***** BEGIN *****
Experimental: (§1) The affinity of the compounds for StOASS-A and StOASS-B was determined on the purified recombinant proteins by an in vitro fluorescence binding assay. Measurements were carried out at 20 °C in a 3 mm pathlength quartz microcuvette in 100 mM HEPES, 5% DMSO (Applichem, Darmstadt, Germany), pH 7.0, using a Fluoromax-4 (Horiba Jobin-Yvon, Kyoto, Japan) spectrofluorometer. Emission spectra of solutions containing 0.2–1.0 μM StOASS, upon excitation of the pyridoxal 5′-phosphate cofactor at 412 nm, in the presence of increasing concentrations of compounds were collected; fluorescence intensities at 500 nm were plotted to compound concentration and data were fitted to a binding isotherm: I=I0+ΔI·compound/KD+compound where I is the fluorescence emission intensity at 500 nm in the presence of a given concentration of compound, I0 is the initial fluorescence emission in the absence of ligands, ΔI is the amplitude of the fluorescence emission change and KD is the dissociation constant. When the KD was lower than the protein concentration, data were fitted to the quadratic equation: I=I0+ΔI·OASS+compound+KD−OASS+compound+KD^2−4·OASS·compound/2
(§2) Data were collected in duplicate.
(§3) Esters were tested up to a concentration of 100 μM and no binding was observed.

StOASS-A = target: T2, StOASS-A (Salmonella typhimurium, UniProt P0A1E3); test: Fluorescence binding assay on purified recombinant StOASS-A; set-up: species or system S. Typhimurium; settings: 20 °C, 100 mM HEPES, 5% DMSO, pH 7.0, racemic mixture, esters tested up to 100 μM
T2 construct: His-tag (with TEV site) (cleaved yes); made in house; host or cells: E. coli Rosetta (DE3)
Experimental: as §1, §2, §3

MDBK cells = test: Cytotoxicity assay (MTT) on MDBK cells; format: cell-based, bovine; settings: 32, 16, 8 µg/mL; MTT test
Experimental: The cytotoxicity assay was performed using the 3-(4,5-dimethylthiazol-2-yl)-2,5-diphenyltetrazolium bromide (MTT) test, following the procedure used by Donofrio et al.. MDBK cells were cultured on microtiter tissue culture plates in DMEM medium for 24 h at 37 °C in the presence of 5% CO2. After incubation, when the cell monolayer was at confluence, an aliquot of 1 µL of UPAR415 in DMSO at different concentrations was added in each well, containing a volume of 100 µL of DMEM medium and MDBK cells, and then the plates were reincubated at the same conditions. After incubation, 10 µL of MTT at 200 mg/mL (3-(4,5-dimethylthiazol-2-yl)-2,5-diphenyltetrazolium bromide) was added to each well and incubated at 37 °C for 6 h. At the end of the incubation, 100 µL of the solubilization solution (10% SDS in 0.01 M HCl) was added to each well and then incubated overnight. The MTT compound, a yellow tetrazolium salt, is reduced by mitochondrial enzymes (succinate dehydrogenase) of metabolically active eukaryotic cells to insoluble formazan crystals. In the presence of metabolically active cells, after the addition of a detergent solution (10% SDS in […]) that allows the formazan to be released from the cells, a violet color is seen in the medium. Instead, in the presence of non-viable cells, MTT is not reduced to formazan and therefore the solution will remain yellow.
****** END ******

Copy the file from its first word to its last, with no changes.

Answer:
Experimental: (§1) The affinity of the compounds for StOASS-A and StOASS-B was determined on the purified recombinant proteins by an in vitro fluorescence binding assay. Measurements were carried out at 20 °C in a 3 mm pathlength quartz microcuvette in 100 mM HEPES, 5% DMSO (Applichem, Darmstadt, Germany), pH 7.0, using a Fluoromax-4 (Horiba Jobin-Yvon, Kyoto, Japan) spectrofluorometer. Emission spectra of solutions containing 0.2–1.0 μM StOASS, upon excitation of the pyridoxal 5′-phosphate cofactor at 412 nm, in the presence of increasing concentrations of compounds were collected; fluorescence intensities at 500 nm were plotted to compound concentration and data were fitted to a binding isotherm: I=I0+ΔI·compound/KD+compound where I is the fluorescence emission intensity at 500 nm in the presence of a given concentration of compound, I0 is the initial fluorescence emission in the absence of ligands, ΔI is the amplitude of the fluorescence emission change and KD is the dissociation constant. When the KD was lower than the protein concentration, data were fitted to the quadratic equation: I=I0+ΔI·OASS+compound+KD−OASS+compound+KD^2−4·OASS·compound/2
(§2) Data were collected in duplicate.
(§3) Esters were tested up to a concentration of 100 μM and no binding was observed.

StOASS-A = target: T2, StOASS-A (Salmonella typhimurium, UniProt P0A1E3); test: Fluorescence binding assay on purified recombinant StOASS-A; set-up: species or system S. Typhimurium; settings: 20 °C, 100 mM HEPES, 5% DMSO, pH 7.0, racemic mixture, esters tested up to 100 μM
T2 construct: His-tag (with TEV site) (cleaved yes); made in house; host or cells: E. coli Rosetta (DE3)
Experimental: as §1, §2, §3

MDBK cells = test: Cytotoxicity assay (MTT) on MDBK cells; format: cell-based, bovine; settings: 32, 16, 8 µg/mL; MTT test
Experimental: The cytotoxicity assay was performed using the 3-(4,5-dimethylthiazol-2-yl)-2,5-diphenyltetrazolium bromide (MTT) test, following the procedure used by Donofrio et al.. MDBK cells were cultured on microtiter tissue culture plates in DMEM medium for 24 h at 37 °C in the presence of 5% CO2. After incubation, when the cell monolayer was at confluence, an aliquot of 1 µL of UPAR415 in DMSO at different concentrations was added in each well, containing a volume of 100 µL of DMEM medium and MDBK cells, and then the plates were reincubated at the same conditions. After incubation, 10 µL of MTT at 200 mg/mL (3-(4,5-dimethylthiazol-2-yl)-2,5-diphenyltetrazolium bromide) was added to each well and incubated at 37 °C for 6 h. At the end of the incubation, 100 µL of the solubilization solution (10% SDS in 0.01 M HCl) was added to each well and then incubated overnight. The MTT compound, a yellow tetrazolium salt, is reduced by mitochondrial enzymes (succinate dehydrogenase) of metabolically active eukaryotic cells to insoluble formazan crystals. In the presence of metabolically active cells, after the addition of a detergent solution (10% SDS in […]) that allows the formazan to be released from the cells, a violet color is seen in the medium. Instead, in the presence of non-viable cells, MTT is not reduced to formazan and therefore the solution will remain yellow.